I am pleased to see even more attention given recently to the importance – and challenges – of achieving and maintaining gender diversity in business leadership.
Catalyst continues its important work of shedding light on issues about women in business. McKinsey & Company regularly focuses on this business issue through its Women Matter research. Sheryl Sandberg’s book Lean In brought attention from beyond those (like me) long invested in this issue. John Gerzema’s recent book The Athena Doctrine brings more compelling research to validate the need for leadership that incorporates feminine as well as masculine strengths. Harvard Business Review’s September 2013 issue spotlights women in leadership. I have done my part, publishing a book, several articles, including in Forbes Women, and scores of blogs on the topic.
So much discussion and attention, Yet so little real progress. McKinsey suggests that even taking all the right and progressive structural steps cannot solve the problem unless “invisible mind-sets” are uprooted. The lead article in the HBR series, “Women Rising: The Unseen Barriers” calls the invisible barriers that keep women from the top “second generation gender bias.” The authors say businesses must educate everyone about this subtle obstacle to gender diversity.
In our work at DifferenceWORKS, we start by creating awareness that all of us, men and women, have both masculine and feminine strengths. We provide tools for increasing the ability to use both for greater effectiveness and for appreciating the strengths of both in others. Based on this awareness, we then demonstrate how differences in masculine and feminine approaches create obstacles for women (who are more likely than men to work and lead in feminine ways). We put the unintentional, non-malicious, unconscious mind-sets into three categories:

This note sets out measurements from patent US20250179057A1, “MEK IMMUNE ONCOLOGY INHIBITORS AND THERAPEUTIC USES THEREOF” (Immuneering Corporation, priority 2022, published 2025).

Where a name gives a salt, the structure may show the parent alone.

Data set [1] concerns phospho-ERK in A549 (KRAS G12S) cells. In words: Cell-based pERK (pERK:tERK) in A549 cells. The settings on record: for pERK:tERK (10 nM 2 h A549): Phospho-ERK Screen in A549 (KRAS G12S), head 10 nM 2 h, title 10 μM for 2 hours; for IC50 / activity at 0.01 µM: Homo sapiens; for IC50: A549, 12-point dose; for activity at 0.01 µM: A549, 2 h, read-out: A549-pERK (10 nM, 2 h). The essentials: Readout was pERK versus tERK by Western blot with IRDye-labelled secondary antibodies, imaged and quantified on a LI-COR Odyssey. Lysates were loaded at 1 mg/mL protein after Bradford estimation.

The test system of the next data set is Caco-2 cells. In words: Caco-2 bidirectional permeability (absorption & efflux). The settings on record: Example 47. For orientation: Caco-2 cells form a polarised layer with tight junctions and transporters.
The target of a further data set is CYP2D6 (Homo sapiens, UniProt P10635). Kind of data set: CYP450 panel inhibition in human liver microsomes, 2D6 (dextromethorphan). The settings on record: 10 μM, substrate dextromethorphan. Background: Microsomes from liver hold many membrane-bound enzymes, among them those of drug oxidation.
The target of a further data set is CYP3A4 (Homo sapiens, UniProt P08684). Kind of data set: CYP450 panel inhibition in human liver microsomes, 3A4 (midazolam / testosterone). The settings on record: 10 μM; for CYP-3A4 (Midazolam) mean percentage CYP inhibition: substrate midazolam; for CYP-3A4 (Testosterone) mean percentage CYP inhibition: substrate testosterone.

- The “double bind”: Women who operate in feminine ways are not seen as leaders; women who demonstrate a more masculine style may be seen as pushy or arrogant and not be liked.
- The “comfort principle”: The natural tendency of people to form trusting relationships with those like themselves can perpetuate the current demographics at the top and exclude women from critical business connections.
- “Unconscious images”: Leadership has historically been seen in the image of men. Women, in appearance and approach, may be overlooked if they do not “look the part.”
We believe that the solution to this problem starts with awareness. Invisible mind-sets cannot be uprooted until they are brought to consciousness. Think of the blind spot in your car. Like an oncoming truck, these mind-sets pose serious threats. If we know they exist, we can manage them. We can consciously alter habitual ways of thinking and leading. Making unconscious mind-sets conscious is how women will reach the top and share leadership with men! That is how business will capture the benefits of gender diversity in leadership.
Have you seen unconscious mind-sets create obstacles for people reaching their potential? Share your story!